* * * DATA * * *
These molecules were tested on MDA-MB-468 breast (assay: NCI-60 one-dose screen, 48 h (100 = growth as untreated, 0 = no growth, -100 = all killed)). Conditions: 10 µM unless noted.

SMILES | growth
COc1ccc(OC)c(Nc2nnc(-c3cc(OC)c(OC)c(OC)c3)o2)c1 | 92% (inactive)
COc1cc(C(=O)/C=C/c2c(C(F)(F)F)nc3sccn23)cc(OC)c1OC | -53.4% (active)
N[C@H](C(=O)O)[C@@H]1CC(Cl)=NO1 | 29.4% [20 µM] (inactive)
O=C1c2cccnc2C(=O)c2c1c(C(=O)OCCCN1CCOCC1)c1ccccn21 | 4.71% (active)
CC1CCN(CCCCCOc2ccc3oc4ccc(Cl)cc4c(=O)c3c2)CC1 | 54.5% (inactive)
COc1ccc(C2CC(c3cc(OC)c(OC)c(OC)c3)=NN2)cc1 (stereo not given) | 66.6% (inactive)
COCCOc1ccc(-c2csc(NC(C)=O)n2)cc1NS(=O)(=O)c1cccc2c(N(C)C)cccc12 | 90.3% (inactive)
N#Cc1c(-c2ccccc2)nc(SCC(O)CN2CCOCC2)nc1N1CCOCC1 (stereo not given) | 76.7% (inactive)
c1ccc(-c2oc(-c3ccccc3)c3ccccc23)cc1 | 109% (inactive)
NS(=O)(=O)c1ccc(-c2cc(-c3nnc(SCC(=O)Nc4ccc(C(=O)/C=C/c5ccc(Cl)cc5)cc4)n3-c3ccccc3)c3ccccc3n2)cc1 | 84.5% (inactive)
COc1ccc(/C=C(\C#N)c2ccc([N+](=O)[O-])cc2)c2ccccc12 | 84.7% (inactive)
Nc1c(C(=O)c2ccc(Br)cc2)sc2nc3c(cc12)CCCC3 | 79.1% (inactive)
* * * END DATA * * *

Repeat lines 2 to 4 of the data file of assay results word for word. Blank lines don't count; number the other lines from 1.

SMILES | growth
COc1ccc(OC)c(Nc2nnc(-c3cc(OC)c(OC)c(OC)c3)o2)c1 | 92% (inactive)
COc1cc(C(=O)/C=C/c2c(C(F)(F)F)nc3sccn23)cc(OC)c1OC | -53.4% (active)